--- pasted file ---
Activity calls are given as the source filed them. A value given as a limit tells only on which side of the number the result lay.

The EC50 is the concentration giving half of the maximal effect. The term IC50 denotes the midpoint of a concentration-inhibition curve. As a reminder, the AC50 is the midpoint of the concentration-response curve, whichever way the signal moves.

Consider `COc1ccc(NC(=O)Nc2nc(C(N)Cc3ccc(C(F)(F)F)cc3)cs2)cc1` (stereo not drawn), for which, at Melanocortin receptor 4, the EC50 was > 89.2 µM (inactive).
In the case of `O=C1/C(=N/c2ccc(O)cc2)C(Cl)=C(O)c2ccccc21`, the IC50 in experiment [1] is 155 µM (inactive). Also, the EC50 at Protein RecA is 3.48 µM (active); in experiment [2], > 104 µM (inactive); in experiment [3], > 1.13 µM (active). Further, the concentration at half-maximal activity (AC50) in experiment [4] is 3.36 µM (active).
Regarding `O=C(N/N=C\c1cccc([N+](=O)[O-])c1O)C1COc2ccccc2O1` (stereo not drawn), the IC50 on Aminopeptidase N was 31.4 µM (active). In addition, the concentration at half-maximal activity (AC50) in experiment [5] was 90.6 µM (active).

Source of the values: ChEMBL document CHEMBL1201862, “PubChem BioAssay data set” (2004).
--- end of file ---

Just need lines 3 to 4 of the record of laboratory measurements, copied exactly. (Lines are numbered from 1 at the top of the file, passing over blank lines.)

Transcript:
Consider `COc1ccc(NC(=O)Nc2nc(C(N)Cc3ccc(C(F)(F)F)cc3)cs2)cc1` (stereo not drawn), for which, at Melanocortin receptor 4, the EC50 was > 89.2 µM (inactive).
In the case of `O=C1/C(=N/c2ccc(O)cc2)C(Cl)=C(O)c2ccccc21`, the IC50 in experiment [1] is 155 µM (inactive). Also, the EC50 at Protein RecA is 3.48 µM (active); in experiment [2], > 104 µM (inactive); in experiment [3], > 1.13 µM (active). Further, the concentration at half-maximal activity (AC50) in experiment [4] is 3.36 µM (active).